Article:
In this paper, convolution features and group metadata information are used to find the nearest neighbor images of test images. The weighted random walk algorithm is implemented on the model according to the distance from the nearest neighbor. We rank the walk results according to the results' score, and take the top 10 tags as the recommended tags. Experimental results show that group metadata information plays an active role in image neighbor selection. Combined with group information and visual features, more relevant nearest neighbor images can be found, and the weighted random walk algorithm can effectively improve the accuracy of tags.

In the future, we will focus on the role of other types of image metadata information in image tag recommendation. On the other hand, a social image tag recommendation with semantic diversity will be studied carefully to improve the semantic coverage of images. Based on the above analysis, we will integrate the above two aspects of tag relevance and semantic diversity together to improve the performance of social image tag recommendation.


The authors declare they have no conflicts of interest.


All authors contributed to the work, and all authors read and approved the final manuscript.


This work is supported by National Natural Science Foundation of China (61772309, 61303090), NSFC Joint Fund with Zhejiang Integration of Informatization and Industrialization under Key Project (U1609218, U1909210), 2020 Humanities and Social Sciences Project of Education Ministry (Name of the project is “Research on personalized cross media information retrieval based on deeply understanding users' intentions”), Natural Science Foundation of Shandong Province (ZR2019MF016), Key Research and Development Project of Shandong Province (2017GGX10109, 2019GGX101007), Shandong Provincial Natural Science Found for Excellent Youth (ZR2018JL022), Youth Science and Technology Star Program of Ji'nan (201406001), Shandong Co-Innovation Center of Future Intelligent Computing. We also appreciate the anonymous reviewers for thoroughly reading the paper and providing thoughtful comments.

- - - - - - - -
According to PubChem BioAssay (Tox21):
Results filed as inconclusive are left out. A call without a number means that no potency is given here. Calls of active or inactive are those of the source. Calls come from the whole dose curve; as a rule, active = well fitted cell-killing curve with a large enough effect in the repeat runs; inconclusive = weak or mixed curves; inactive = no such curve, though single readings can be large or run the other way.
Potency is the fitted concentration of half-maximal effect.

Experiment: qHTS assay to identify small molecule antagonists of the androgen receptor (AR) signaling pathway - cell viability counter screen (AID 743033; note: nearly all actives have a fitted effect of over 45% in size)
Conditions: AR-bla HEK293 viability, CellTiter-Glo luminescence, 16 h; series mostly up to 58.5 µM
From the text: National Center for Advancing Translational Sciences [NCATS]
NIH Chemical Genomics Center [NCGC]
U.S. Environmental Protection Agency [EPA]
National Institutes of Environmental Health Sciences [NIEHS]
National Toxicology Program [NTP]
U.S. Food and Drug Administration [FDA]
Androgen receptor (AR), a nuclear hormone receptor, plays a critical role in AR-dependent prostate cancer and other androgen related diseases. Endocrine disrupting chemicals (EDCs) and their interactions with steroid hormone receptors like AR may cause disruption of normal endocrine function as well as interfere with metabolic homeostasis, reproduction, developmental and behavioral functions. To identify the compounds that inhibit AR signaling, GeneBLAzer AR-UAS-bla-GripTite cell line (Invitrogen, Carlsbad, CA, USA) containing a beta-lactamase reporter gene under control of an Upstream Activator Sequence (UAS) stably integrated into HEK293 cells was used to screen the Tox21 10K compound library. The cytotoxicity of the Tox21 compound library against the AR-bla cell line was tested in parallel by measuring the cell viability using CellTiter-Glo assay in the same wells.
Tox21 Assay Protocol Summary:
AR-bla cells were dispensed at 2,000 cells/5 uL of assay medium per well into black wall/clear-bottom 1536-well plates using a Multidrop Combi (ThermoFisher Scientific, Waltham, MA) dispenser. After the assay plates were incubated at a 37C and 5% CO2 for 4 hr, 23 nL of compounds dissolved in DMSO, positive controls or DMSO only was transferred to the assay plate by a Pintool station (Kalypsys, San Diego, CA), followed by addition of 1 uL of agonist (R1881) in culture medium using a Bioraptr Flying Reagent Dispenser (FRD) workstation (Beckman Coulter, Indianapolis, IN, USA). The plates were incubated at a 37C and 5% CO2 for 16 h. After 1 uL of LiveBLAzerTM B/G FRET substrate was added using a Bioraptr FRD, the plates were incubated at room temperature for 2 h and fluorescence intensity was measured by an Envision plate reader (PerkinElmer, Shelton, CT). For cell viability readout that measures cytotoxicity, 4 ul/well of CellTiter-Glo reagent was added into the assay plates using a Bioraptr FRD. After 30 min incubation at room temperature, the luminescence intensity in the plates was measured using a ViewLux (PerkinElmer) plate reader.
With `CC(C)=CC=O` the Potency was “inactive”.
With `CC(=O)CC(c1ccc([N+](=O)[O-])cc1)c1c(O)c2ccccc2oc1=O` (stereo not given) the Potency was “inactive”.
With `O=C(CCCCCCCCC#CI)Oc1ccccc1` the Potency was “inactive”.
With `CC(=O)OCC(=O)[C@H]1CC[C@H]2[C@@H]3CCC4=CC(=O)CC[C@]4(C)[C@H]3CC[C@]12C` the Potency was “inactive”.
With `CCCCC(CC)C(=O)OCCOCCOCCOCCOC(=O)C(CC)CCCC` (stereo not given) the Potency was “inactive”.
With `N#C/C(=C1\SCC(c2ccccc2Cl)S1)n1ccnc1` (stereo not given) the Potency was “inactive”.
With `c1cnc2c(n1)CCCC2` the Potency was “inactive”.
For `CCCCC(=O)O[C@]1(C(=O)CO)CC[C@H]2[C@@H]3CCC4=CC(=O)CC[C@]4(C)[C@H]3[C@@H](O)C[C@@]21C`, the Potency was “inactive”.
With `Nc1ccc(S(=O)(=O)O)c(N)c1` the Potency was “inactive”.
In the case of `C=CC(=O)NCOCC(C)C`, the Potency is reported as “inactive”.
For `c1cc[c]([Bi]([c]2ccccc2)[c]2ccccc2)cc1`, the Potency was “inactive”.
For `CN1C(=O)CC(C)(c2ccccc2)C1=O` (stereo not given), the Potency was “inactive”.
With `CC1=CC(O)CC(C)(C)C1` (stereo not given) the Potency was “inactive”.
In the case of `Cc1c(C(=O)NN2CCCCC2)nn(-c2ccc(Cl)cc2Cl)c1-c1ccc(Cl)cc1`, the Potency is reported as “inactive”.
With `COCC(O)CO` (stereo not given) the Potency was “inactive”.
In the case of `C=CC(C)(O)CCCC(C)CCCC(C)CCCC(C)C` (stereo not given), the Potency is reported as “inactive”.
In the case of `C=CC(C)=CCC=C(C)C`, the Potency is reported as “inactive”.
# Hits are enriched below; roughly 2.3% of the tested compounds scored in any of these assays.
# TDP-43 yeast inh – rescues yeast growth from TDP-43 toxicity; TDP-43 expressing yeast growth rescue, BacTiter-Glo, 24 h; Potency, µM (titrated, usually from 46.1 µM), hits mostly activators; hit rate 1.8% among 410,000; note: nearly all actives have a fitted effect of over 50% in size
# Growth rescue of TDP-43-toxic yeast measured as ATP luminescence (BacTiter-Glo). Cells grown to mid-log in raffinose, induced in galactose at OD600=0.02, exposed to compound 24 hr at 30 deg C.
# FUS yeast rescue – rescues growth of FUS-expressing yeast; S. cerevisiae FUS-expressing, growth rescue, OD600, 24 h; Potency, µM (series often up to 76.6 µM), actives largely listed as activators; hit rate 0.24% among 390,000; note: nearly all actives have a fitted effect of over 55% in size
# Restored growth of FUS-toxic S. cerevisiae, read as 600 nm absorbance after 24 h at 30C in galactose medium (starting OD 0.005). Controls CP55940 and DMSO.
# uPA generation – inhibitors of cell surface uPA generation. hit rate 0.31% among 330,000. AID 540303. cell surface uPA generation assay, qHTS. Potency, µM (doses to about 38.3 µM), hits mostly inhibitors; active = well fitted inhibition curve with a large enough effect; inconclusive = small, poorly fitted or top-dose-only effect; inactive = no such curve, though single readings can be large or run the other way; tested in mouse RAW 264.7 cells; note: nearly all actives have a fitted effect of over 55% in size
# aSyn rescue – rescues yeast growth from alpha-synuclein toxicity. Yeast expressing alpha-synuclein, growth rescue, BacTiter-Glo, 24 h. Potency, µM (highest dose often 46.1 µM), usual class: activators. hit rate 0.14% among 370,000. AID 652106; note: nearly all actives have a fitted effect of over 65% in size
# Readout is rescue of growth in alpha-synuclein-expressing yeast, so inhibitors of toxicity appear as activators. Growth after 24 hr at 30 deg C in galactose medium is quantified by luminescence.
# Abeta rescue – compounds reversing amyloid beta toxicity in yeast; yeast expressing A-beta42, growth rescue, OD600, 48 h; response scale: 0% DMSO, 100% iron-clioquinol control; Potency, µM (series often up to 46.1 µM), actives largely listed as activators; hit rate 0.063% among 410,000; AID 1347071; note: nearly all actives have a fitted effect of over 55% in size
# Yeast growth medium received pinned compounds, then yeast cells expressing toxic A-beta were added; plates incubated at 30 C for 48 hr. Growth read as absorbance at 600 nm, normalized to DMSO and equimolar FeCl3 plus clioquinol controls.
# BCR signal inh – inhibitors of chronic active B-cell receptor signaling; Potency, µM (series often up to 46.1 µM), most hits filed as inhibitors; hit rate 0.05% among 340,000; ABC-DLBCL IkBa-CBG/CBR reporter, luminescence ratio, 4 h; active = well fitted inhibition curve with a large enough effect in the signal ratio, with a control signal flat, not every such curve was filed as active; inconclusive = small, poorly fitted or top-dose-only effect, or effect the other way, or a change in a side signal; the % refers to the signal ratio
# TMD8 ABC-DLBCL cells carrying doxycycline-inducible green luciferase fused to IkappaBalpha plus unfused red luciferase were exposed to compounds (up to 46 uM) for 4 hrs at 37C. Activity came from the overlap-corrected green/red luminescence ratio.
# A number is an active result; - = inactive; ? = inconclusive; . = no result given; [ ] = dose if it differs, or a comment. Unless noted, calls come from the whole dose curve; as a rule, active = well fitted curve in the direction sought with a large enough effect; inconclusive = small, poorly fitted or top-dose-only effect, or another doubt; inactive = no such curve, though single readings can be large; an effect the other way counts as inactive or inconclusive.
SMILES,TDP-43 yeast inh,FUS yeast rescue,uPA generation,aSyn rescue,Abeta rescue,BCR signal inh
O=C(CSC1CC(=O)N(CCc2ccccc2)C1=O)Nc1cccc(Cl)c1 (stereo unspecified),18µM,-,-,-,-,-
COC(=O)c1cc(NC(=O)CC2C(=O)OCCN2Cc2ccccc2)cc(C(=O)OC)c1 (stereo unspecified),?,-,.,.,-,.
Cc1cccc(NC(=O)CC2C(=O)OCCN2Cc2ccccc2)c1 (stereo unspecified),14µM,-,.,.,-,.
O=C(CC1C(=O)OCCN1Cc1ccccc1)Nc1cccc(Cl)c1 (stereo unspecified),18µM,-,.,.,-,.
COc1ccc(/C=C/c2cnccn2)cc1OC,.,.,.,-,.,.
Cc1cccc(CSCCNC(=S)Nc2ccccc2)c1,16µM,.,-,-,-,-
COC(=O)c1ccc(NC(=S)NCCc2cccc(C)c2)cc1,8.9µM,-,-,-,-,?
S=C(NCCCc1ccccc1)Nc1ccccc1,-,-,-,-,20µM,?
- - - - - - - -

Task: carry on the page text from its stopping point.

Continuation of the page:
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Cite this article

AU  - Liu Zheng
AU  - Zhao Tianlong
AU  - Han Huijian
AU  - Zhang Caiming
PY  - 2020
DA  - 2020/01/21
TI  - Personalized Tag Recommendation Based on Convolution Feature and Weighted Random Walk
JO  - International Journal of Computational Intelligence Systems
SP  - 24
EP  - 35
VL  - 13
IS  - 1
SN  - 1875-6883
UR  -
DO  - 10.2991/ijcis.d.200114.001
ID  - Zheng2020
ER  -